A term that gets regularly thrown around in context with getting older is “mental acuity”. It’s called, by most health care professionalssharpness of the mind in layman’s terms, but there are several aspects that play into the measurement of mental acuity. A person’s mental acuity is affected by several factors such as memory, concentration, and the ability to understand and comprehend.
Mind-altering illnesses like dementia are generally regarded as the culprit for a decrease in mental acuity, but loss of hearing has also been consistently linked as another significant cause of mental decline.
Between Dementia And Your Hearing What is The Connection?
In fact, Johns Hopkins University conducted one study that revealed a connection between dementia, a loss in cognitive ability, and hearing loss. Through a study of 2,000 men and women function between the ages of 75-84 during a six-year span, researchers concluded that individuals who suffered from hearing loss had a 30 to 40 percent faster decline in mental function than those with normal hearing.
Memory and focus were two of the functions outlined by the study in which researchers noticed a reduction in mental abilities. And although hearing loss is often regarded as a natural part of getting older, one Johns Hopkins professor warned against downplaying its relevance.
What Are The Problems From Impaired Hearing Besides Loss of Memory?
In a different study, the same researchers discovered that a case of hearing impairment could not only speed up the process of mental decline, but is more likely to lead to stress, depression or periods of unhappiness. In addition, that study’s hearing-impaired individuals were more likely to become hospitalized or injured in a fall.
A study of 600 older adults in 2011 concluded that participants who didn’t suffer from hearing loss were less likely to develop dementia than those who did have loss of hearing. And an even more telling stat from this study was that the probability of someone developing a mind-weakening condition and hearing loss had a direct correlation. Symptoms of dementia were as much as five times more likely in patients with more extreme loss of hearing.
And other studies internationally, besides this Johns Hopkins study, have also drawn attention to the loss of cognitive aptitude and hearing loss.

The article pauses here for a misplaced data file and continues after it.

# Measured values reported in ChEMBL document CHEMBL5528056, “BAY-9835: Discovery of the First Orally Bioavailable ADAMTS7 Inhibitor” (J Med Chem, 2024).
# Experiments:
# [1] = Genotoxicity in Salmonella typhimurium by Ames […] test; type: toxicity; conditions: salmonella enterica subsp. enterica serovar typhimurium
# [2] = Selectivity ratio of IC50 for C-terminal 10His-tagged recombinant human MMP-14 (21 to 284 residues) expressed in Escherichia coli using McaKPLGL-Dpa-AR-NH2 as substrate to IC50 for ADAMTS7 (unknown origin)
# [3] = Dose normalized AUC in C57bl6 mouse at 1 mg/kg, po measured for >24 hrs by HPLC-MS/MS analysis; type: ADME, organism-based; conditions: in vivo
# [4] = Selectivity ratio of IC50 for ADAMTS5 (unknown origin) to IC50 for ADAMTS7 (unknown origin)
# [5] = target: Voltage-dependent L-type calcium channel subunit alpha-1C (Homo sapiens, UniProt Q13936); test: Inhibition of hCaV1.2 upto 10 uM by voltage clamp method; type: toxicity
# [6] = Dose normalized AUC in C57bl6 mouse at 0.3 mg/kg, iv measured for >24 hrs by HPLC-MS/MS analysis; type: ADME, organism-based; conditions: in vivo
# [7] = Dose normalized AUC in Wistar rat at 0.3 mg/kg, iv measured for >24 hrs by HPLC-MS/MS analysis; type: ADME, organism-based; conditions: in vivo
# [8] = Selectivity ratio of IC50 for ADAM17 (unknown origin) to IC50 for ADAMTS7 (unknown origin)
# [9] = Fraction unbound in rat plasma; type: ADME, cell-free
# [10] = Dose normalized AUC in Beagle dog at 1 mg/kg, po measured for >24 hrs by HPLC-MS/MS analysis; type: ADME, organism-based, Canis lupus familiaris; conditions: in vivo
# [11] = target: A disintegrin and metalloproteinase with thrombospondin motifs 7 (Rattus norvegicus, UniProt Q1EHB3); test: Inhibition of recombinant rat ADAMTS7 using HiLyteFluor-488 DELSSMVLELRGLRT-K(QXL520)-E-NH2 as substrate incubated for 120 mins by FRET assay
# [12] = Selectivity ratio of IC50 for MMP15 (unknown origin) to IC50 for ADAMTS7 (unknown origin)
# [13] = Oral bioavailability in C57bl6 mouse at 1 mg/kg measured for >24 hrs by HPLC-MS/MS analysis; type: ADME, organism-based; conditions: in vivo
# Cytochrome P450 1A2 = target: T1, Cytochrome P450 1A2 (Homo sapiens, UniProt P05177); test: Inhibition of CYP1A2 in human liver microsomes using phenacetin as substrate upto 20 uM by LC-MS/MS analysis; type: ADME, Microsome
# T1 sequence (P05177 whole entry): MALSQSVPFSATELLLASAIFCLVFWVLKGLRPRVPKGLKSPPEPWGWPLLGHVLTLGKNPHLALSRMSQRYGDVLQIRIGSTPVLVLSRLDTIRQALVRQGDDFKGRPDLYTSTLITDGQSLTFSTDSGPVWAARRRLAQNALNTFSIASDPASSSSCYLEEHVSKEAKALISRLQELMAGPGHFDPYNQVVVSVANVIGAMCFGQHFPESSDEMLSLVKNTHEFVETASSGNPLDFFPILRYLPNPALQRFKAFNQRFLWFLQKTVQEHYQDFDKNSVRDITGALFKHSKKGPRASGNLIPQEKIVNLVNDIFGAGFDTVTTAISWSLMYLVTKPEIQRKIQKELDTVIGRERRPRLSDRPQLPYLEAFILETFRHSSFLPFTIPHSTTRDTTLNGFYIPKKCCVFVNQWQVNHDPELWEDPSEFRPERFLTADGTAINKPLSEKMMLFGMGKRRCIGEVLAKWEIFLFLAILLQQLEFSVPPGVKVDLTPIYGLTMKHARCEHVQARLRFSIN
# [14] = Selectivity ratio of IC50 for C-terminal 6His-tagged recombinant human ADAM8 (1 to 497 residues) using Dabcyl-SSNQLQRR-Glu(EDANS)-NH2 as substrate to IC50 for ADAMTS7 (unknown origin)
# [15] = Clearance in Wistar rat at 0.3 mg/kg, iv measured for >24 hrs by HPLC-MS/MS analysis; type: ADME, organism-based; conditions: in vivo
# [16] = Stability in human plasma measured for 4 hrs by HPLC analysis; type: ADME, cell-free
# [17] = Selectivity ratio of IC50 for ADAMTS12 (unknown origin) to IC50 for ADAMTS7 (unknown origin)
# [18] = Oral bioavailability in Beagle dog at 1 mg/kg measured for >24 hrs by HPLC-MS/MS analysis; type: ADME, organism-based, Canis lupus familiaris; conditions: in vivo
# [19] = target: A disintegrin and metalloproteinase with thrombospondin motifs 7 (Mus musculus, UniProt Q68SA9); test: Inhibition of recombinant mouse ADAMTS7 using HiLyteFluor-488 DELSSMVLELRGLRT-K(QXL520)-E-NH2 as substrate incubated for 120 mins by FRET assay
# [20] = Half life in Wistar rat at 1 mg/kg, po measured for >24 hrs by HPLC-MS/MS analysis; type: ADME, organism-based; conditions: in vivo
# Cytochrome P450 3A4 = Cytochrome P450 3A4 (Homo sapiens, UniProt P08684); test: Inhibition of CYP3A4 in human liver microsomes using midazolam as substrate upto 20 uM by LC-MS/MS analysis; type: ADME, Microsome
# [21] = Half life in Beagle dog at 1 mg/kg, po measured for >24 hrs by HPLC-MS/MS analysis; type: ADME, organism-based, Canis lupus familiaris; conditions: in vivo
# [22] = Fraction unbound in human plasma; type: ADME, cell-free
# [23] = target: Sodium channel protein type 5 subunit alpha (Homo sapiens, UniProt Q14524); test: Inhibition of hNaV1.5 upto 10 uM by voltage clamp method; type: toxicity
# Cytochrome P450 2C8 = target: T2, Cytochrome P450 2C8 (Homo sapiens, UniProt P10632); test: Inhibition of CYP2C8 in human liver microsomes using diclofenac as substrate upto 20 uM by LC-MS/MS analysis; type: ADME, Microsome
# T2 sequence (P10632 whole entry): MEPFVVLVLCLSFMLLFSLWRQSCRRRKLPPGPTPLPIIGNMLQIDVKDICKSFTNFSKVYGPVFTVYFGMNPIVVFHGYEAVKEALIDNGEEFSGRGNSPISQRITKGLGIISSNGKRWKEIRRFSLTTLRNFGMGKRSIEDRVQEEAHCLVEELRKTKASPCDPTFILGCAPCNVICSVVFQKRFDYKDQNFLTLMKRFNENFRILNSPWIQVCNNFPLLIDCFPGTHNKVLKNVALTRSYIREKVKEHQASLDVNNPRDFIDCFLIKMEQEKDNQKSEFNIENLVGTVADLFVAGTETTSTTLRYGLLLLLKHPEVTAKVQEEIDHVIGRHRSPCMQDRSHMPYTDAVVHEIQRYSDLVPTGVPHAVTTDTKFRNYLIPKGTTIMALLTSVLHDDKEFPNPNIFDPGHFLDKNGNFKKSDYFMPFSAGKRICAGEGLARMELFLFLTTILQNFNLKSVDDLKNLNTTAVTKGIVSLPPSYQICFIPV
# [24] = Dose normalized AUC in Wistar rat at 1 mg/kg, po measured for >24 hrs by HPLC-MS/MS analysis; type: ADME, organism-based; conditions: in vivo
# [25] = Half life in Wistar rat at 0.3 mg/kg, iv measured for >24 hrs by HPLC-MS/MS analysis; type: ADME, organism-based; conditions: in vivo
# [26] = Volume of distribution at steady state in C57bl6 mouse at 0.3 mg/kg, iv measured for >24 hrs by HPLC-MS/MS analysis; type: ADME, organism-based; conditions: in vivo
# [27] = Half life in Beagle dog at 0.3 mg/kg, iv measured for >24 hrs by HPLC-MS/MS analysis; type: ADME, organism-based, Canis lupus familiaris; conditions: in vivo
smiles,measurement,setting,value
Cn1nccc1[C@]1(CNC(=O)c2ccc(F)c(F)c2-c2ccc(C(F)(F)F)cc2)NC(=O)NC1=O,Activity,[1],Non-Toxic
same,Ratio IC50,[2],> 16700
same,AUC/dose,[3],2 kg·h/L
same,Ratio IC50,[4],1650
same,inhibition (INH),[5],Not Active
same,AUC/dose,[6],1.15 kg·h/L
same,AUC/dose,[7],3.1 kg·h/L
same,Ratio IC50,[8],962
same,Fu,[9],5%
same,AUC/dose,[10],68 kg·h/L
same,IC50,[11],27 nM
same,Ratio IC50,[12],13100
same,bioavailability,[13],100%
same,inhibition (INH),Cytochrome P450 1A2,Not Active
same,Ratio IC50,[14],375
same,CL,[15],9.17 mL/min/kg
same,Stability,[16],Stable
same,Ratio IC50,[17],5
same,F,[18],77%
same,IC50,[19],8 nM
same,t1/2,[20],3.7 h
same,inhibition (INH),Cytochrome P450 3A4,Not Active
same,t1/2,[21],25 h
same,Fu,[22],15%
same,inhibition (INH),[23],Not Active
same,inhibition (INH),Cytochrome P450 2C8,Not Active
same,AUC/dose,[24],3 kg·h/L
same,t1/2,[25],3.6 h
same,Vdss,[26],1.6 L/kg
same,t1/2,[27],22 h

A Link Between Mental Decline And Hearing Loss is Supported by International Research
Published in 2014, a University of Utah study of 4,400 seniors discovered similar findings in that those with hearing impairments developed dementia more frequently and sooner than those with normal hearing.
One study in Italy went even further by analyzing two different causes of age-related hearing loss. People who have normal hearing loss or peripheral hearing loss were less likely to have mental disability than people with central hearing loss. This was concluded after researchers studied both peripheral and central hearing loss. Typically, people struggle to comprehend words they hear if they have central hearing loss, which is caused by an inability to process sound.
In the Italian study, people with lower scores on speech comprehension assessments also had poorer scores on cognitive tests involving thought and memory.
Although the exact reason for the relationship between loss of hearing and cognitive impairment is still unknown, researchers are confident in the connection.
How Can Loss of Hearing Affect Mental Acuity?
However, researchers involved with the study in Italy do have a theory about the brain’s temporal cortex. When talking about that potential cause, the study’s lead author highlighted the importance of the brain’s superior temporal gyrus which are ridges on the cerebral cortex that are situated above the ear and play a role in the recognition of spoken words.
The auditory cortex serves as a receiver of information and goes through changes as we grow older along with the memory parts of the temporal cortex which may be a conduit to a loss of neurons in the brain.
What Should You do if You Have Loss of Hearing?
The Italians believe this form of mild mental impairment is related to a pre-clinical stage of dementia. It should certainly be taken seriously in spite of the pre-clinical diagnosis. And it’s shocking the amount of Americans who are at risk.
Out of all people, two of three have lost some hearing ability if they are over the age of 75, with significant hearing loss in 48 million Americans. Hearing loss even affects 14 percent of people between the ages of 45 and 64.
Hearing aids can provide a considerable improvement in hearing function mitigating risks for many people and that’s the good news. This is according to that lead author of the Italian research.
To see if you need hearing aids make an appointment with a hearing care specialist.